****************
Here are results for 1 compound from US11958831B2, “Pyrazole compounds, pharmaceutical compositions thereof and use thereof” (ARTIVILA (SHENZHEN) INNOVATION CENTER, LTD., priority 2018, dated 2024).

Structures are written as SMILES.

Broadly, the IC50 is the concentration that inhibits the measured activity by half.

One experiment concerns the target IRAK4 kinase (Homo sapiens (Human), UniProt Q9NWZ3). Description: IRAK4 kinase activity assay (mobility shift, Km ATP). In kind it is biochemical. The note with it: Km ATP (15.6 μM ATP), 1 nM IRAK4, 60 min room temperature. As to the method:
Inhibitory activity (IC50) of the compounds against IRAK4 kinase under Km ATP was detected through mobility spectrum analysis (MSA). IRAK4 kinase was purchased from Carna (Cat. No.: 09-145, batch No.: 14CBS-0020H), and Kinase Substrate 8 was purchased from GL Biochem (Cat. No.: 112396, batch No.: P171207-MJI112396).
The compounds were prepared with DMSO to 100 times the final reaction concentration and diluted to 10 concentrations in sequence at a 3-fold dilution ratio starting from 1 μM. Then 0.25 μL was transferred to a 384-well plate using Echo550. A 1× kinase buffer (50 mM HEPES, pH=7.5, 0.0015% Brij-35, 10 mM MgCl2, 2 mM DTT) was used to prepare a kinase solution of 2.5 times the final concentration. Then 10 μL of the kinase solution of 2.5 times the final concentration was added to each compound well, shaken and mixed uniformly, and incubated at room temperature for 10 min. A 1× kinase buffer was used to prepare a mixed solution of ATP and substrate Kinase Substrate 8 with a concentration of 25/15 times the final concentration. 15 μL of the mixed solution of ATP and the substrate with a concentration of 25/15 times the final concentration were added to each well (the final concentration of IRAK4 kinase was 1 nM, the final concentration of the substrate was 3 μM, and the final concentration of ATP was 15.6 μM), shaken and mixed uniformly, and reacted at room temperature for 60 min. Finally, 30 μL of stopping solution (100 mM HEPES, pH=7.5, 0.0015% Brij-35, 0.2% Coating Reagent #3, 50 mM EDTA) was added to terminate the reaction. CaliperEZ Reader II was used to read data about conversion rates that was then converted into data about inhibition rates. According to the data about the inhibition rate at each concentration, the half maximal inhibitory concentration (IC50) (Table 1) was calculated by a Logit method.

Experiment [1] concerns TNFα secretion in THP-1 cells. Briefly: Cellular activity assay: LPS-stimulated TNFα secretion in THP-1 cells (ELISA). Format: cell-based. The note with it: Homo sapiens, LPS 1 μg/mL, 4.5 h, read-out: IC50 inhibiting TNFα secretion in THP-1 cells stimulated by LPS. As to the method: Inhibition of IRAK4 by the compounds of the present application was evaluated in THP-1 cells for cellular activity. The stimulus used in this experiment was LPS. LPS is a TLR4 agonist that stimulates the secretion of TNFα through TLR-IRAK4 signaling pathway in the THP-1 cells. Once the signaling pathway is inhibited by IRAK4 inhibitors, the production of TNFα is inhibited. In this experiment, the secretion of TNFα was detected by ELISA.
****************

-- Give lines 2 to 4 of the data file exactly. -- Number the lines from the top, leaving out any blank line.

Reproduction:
Structures are written as SMILES.

Broadly, the IC50 is the concentration that inhibits the measured activity by half.

One experiment concerns the target IRAK4 kinase (Homo sapiens (Human), UniProt Q9NWZ3). Description: IRAK4 kinase activity assay (mobility shift, Km ATP). In kind it is biochemical. The note with it: Km ATP (15.6 μM ATP), 1 nM IRAK4, 60 min room temperature. As to the method: